(BLACK PR WIRE) – Alexandria, Va. (Apr. 29, 2013) — The U.S. Army and the Thurgood Marshall College Fund (TMCF) have completed a cooperative arrangement designed to ensure students have greater access to the education, resources and training necessary to become leaders in science, technology, engineering and math (STEM) related Army career fields.

    Through this innovative outreach program, developed jointly between the U.S. Army Cadet Command and TMCF, TMCF representatives worked with more than 452 high schools, community based organizations and other local groups to provide information about the U.S. Army Reserve Officers’ Training Corp (ROTC) program. The outreach program, piloted in New York City, Los Angeles and Richmond-Petersburg, Va., was conducted between September 2012 and March 2013.

    Over the six month campaign, TMCF representatives provided information to more than 628 school administrators, counselors, parents and students. The information highlighted the two-, three- or four-year Army ROTC scholarship available to high-achieving students. Army ROTC scholarships are awarded based on student merit and grades and include up to full tuition scholarships, option for room and board in place of tuition, additional allowances for books and fees for Cadets, as well as a monthly living allowance.

    Those interested in learning more about Army ROTC were directed to a TMCF-Army program website and were then contacted by Army ROTC representatives. The program goal is to identify and attract students with a 3.7 high school cumulative GPA; minimum scores of 1260 SAT and 27 ACT; and a varsity letter winner or equivalent athletic achievement.

    “Identifying top quality scholar-athlete-leaders (SALs) is critical to the strength of our Army, and our nation,” said Maj. Gen. Jeff Smith, commander of U.S. Army Cadet Command and Fort Knox. “Together with the Thurgood Marshall College Fund, we’re working to address the shortage of African American students pursuing careers in STEM, and giving students an opportunity to become our nation’s next generation of exceptional leaders, whether as active duty Army officers or through the U.S. Army Reserve or Army National Guard as citizen-soldiers.”

    With careers in STEM related fields projected to grow by 29 percent between 2010 and 2020, the Army and TMCF share a commitment to preparing minority students for academic and career success.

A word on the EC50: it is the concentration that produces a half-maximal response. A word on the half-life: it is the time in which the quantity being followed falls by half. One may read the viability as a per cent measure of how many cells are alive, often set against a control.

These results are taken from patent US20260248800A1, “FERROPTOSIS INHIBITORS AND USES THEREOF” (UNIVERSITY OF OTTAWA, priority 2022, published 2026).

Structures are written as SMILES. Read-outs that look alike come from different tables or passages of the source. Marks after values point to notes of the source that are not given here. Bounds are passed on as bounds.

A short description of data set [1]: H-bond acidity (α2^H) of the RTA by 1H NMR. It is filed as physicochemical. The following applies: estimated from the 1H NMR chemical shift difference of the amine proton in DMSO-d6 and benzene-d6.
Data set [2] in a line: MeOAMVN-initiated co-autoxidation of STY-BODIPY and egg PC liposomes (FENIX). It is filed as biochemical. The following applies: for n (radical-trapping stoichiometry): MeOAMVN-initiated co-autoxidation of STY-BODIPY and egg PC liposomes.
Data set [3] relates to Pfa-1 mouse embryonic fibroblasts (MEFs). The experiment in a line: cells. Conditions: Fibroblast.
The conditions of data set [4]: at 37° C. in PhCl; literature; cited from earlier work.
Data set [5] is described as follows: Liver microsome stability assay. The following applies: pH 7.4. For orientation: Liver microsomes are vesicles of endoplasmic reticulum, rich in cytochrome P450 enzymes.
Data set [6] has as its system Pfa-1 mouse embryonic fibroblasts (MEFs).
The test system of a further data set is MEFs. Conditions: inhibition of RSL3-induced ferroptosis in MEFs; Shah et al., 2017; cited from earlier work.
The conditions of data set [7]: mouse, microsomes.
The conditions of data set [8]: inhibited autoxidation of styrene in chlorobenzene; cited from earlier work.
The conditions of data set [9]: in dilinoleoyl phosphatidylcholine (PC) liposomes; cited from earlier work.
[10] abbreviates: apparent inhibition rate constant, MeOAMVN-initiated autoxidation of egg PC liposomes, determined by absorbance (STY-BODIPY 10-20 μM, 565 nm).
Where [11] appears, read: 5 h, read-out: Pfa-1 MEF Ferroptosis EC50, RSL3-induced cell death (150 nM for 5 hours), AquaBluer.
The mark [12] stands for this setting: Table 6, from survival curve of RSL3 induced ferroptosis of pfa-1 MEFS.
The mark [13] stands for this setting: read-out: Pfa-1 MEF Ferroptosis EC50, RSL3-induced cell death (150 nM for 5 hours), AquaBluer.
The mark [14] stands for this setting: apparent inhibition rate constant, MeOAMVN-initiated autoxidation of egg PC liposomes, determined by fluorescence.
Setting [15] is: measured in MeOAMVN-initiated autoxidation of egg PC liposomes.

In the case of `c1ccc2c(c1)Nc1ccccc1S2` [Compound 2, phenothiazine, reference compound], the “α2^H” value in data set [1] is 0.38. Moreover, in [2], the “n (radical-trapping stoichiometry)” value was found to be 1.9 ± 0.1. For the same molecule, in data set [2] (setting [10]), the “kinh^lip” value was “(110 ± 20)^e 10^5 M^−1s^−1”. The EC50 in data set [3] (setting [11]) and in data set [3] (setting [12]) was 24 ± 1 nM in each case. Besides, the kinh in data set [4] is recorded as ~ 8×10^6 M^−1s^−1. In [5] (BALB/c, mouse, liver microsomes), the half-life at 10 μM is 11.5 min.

"TMCF is committed to creating the next generation of leaders within the STEM fields. This program with the U.S. Army has given us the opportunity to expand our mission to high schools as we prepare to launch our new High School to Higher Education (H2H) Program. Preparing students at the K-12 level is critical and partnerships and innovative programs like this will create a new pipeline of talented students to our member-schools,” said Johnny C. Taylor, Jr., President and CEO of the Thurgood Marshall College Fund.

    College graduates in the STEM fields can chart technology careers in the U.S. Army. As one of the nation’s largest providers of college scholarships, the U.S. Army has provided more than $10 million to students at HBCUs. Further, the Army Research Laboratory (ARL) has formed close working arrangements with Historically Black Colleges and Universities/Minority Institutions (HBCU/MI) to provide research programs and internships that address the projected shortfall of scientists and engineers among diverse communities.

    TMCF supports and represents nearly 300,000 students attending its 47 member-schools that include public Historically Black Colleges and Universities (HBCUs), medical and law schools.

    To learn about and apply for Army ROTC scholarships, please visit www.goarmy.com/rotc. To learn more about Thurgood Marshall College Fund programs and scholarship opportunities, please visit www.thurgoodmarshallcollegefund.org.

    About AMRG: The Army Marketing and Research Group (AMRG) is the U.S. Army's national marketing, marketing research and analysis and accessions analysis organization. The AMRG develops innovative and effective ways to: connect with the American public and make the Army more accessible and understood; increase awareness of both the benefits and value of Army service; and motivate the most qualified candidates to choose the Army as their service of first choice.

    Contact Information
    Sonya Lewis
    708.439.0326 (mobile)
    Sonya.Lewis@carolhwilliams.com

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    African American Diversity Cultural Center Hawaii


    Candlelight Vigil in Memory of Military Men who lost their lives at West Loch Pearl Harbor on May 21, 1944 at State Capitol Grounds Ewa Side Sunday, May 19, 2013 time: 5:45 pm